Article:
CONTAINING LINKS TO 35725 STORIES FROM THE NETWORKS' NIGHTLY NEWSCASTS
     TYNDALL HEADLINE: HIGHLIGHTS FROM FEBRUARY 18, 2009
Now the Obama Administration turns its attention to the housing market. Barack Obama traveled to Phoenix to unveil his $275bn plan to protect an estimated 8m homes from looming foreclosure. The press corps joined his entourage and all three newscasts led with a summary of the President's speech from their White House correspondents followed by a trio of reaction pieces, making it the Story of the Day. ABC anchor Charles Gibson continues to take time off work this week. This time his substitute was George Stephanopoulos.    
     TYNDALL PICKS FOR FEBRUARY 18, 2009: CLICK ON GRID ELEMENTS TO SEARCH FOR MATCHING ITEMS
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video thumbnailNBCReal estate home mortgage foreclosures increasePresident Obama proposes $275bn prevention planChuck ToddWhite House
video thumbnailCBSReal estate home mortgage foreclosures increaseEconomists see help from Obama, not solutionAnthony MasonNew York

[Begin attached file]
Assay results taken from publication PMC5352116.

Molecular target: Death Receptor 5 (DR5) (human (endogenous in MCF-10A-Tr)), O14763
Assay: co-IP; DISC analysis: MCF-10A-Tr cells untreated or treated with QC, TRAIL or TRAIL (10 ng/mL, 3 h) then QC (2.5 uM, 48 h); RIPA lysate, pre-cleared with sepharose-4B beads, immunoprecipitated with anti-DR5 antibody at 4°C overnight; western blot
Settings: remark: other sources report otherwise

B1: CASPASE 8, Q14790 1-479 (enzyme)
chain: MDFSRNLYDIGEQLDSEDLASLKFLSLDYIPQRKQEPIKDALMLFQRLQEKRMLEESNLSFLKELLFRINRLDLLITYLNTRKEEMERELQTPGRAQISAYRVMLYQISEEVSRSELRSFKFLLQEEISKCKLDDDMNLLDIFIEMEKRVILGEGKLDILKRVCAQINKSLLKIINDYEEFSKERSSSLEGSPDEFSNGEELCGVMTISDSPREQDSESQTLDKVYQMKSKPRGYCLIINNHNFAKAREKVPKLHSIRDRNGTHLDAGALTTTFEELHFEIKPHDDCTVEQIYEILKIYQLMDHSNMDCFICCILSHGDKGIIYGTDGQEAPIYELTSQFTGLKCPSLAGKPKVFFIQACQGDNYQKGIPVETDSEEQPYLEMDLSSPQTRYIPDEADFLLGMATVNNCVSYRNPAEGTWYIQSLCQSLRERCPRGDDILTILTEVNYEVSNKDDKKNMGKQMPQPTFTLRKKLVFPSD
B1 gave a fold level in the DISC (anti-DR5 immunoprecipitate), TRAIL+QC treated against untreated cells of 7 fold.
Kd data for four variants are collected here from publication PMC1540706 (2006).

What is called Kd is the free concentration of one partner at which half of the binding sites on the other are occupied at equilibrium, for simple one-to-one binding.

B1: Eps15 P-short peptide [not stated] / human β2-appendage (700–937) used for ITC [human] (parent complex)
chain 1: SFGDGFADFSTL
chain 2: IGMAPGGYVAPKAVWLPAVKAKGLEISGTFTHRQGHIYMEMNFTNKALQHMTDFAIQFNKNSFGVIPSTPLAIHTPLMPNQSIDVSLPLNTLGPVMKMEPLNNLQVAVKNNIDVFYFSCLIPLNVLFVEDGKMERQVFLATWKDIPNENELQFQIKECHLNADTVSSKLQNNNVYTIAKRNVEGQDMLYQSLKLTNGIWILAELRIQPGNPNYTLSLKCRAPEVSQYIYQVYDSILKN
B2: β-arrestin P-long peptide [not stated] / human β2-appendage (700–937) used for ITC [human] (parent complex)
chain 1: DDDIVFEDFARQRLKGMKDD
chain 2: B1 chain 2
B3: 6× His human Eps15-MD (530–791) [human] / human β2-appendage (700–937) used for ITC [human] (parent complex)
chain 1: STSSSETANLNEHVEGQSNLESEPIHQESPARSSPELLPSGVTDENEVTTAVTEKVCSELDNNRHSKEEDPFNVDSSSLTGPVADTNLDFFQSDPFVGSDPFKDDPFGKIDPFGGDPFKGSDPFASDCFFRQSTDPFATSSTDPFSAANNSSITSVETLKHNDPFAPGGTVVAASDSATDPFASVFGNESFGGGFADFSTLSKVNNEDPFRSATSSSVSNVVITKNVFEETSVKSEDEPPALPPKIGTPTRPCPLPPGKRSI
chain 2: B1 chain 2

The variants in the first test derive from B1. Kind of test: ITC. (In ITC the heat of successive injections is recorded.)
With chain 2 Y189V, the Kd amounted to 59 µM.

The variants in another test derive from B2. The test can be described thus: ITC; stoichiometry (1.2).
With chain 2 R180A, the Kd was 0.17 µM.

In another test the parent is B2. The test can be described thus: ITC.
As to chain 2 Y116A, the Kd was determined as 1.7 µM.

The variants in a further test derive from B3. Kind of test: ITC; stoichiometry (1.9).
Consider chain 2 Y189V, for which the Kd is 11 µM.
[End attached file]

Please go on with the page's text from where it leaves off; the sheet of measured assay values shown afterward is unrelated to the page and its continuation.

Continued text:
video thumbnailNBCReal estate home mortgage foreclosures increaseRisky borrowers will not be helped by Obama planMike TaibbiNew York State
video thumbnailCBSState government budgets face fiscal crisisSome GOP governors may not take federal stimulusBill WhitakerLos Angeles
video thumbnailABCFinancier Allen Stanford investigated for fraudGoes on the lam as SEC probes $8bn bank loansBrian RossNew York
video thumbnailABCContinental Airlines 3407 crash in Buffalo: 50 deadPilot error investigated, may have caused stallLisa StarkWashington DC
video thumbnailNBCContinental Airlines 3407 crash in Buffalo: 50 deadCommuter carriers' pilots can lack experienceTom CostelloWashington DC
video thumbnailCBSAfghanistan's Taliban regime aftermath, fightingTroop reinforcements sent to southern provincesDavid MartinPentagon
video thumbnailNBCInternet used for social networkingFacebook backtracks on permanent archive planLisa MyersWashington DC
video thumbnailABCGreat white shark conservation effortsDiving cages for tourists promote awarenessNick WattSouth Africa
 
TYNDALL BLOG: DAILY NOTES ON NETWORK TELEVISION NIGHTLY NEWS
OBAMA AIMS TO BAIL OUT UNDERWATER HOMEOWNERS Now the Obama Administration turns its attention to the housing market. Barack Obama traveled to Phoenix to unveil his $275bn plan to protect an estimated 8m homes from looming foreclosure. The press corps joined his entourage and all three newscasts led with a summary of the President's speech from their White House correspondents followed by a trio of reaction pieces, making it the Story of the Day. ABC anchor Charles Gibson continues to take time off work this week. This time his substitute was George Stephanopoulos.